– Kevin B
    Commented Jun 13 at 14:34
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    Inviting users to customize their experience only to then inform them that they need to sign up to keep those changes is nothing short of hostile.
    – tripleee
    Commented Jun 17 at 12:10
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Maybe it's just me, but if I clicked "Ignore tag" and was asked why I clicked that, I would just dismiss the annoying dialog and assume the design was made by an idiot. Duh, if there is an "ignore tag" entry, I expect it to somehow allow me to ignore that tag. As in, probably don't display questions from this tag after the next refresh.

(Idle speculation: maybe there is a cookie or something it can save to keep this preference active on the browser side without requiring me to sign up?)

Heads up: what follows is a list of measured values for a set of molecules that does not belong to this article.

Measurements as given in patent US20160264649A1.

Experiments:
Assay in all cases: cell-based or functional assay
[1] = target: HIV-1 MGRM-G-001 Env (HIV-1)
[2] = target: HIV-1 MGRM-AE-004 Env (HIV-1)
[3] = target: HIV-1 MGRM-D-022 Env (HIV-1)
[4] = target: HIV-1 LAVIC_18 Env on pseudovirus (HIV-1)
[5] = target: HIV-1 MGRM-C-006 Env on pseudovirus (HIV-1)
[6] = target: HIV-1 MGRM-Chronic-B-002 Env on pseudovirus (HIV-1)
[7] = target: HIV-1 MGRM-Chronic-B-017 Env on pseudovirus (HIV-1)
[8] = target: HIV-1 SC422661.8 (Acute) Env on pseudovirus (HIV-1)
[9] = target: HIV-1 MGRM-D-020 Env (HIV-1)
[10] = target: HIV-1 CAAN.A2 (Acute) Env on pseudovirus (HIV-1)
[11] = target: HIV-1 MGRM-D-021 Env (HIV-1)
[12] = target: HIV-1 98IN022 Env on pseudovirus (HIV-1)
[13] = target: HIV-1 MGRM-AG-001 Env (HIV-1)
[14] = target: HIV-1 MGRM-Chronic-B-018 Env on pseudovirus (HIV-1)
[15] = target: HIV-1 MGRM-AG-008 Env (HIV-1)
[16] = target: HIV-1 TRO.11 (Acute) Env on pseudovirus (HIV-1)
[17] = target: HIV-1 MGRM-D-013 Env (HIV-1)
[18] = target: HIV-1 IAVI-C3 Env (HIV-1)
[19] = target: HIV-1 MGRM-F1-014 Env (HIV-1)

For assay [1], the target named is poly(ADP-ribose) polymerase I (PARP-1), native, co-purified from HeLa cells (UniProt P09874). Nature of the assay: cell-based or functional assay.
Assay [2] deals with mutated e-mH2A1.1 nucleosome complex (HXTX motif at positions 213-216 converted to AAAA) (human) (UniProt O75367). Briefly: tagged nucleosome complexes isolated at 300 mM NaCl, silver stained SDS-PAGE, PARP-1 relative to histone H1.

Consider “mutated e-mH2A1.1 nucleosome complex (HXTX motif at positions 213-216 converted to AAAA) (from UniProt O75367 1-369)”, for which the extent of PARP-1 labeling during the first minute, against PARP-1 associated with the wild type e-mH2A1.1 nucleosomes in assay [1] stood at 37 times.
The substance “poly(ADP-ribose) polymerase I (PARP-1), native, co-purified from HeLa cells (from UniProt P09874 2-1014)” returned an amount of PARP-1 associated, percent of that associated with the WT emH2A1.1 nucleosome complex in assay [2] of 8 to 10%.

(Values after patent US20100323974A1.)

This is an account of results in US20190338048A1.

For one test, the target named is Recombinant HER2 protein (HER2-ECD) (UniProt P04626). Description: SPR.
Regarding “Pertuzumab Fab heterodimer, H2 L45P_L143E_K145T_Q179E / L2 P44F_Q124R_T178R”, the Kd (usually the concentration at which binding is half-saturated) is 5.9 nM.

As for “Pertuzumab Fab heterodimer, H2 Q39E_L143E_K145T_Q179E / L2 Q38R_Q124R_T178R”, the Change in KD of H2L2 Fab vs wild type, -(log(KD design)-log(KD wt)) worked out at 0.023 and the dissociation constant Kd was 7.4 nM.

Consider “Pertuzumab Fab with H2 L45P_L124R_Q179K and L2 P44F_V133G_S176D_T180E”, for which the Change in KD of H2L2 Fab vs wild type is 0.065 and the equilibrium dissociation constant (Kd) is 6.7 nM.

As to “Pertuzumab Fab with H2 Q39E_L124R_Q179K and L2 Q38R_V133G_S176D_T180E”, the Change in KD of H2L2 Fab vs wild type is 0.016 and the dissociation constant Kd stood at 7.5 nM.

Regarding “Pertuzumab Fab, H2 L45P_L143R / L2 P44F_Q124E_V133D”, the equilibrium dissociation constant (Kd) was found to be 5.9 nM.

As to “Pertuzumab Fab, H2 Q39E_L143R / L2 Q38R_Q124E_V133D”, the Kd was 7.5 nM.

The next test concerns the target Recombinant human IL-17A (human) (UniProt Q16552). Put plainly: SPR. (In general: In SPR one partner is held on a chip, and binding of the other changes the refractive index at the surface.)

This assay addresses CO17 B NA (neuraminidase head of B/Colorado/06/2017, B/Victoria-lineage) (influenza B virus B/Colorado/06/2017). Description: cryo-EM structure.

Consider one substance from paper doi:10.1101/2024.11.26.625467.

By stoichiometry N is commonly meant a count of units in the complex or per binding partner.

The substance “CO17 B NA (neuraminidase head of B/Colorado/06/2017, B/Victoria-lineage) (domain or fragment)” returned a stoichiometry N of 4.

A menu item which doesn't do what I want is annoying on its own, and asking me what I thought it would do seems like a really bad practical joke.

In terms of practical actions, either hide the option for anonymous visitors if it doesn't do anything useful, or implement it so that it does.

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    If the popup said "what should this button do?", would you be more likely to answer it?
    – wizzwizz4
    Commented Jun 17 at 17:52
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    That would be slightly less offensive I guess, but not really pass the laugh/cry test. People come here to find answers to questions, not subject themselves to surrealist UI experiments.
    – tripleee
    Commented Jun 17 at 19:02